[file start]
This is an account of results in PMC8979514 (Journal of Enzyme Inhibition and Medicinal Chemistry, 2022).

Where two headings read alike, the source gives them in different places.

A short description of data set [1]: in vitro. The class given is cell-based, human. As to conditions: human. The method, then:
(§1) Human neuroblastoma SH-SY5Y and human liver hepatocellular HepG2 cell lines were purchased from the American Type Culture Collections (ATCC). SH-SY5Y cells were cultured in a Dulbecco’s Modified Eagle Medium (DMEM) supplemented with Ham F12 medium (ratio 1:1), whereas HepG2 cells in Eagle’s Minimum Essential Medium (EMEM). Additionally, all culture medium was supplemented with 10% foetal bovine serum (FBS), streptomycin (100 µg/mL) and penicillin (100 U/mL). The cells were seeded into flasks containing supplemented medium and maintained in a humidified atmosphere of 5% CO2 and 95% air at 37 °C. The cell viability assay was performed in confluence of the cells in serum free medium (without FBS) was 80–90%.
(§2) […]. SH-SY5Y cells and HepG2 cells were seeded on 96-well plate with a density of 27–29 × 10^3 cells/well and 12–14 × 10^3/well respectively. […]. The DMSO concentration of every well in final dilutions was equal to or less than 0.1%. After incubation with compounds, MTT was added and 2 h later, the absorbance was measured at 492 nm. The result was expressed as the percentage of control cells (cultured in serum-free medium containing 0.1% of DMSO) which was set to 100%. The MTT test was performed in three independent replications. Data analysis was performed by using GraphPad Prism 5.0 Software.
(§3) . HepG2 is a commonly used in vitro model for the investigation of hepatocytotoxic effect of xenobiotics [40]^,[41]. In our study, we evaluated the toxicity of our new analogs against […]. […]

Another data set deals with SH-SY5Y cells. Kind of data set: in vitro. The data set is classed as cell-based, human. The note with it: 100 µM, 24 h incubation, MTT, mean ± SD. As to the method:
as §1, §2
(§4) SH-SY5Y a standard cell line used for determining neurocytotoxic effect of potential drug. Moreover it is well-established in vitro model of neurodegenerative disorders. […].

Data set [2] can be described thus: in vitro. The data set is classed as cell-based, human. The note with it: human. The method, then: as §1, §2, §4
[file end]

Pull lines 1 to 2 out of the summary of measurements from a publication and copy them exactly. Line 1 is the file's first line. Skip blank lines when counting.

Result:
This is an account of results in PMC8979514 (Journal of Enzyme Inhibition and Medicinal Chemistry, 2022).

Where two headings read alike, the source gives them in different places.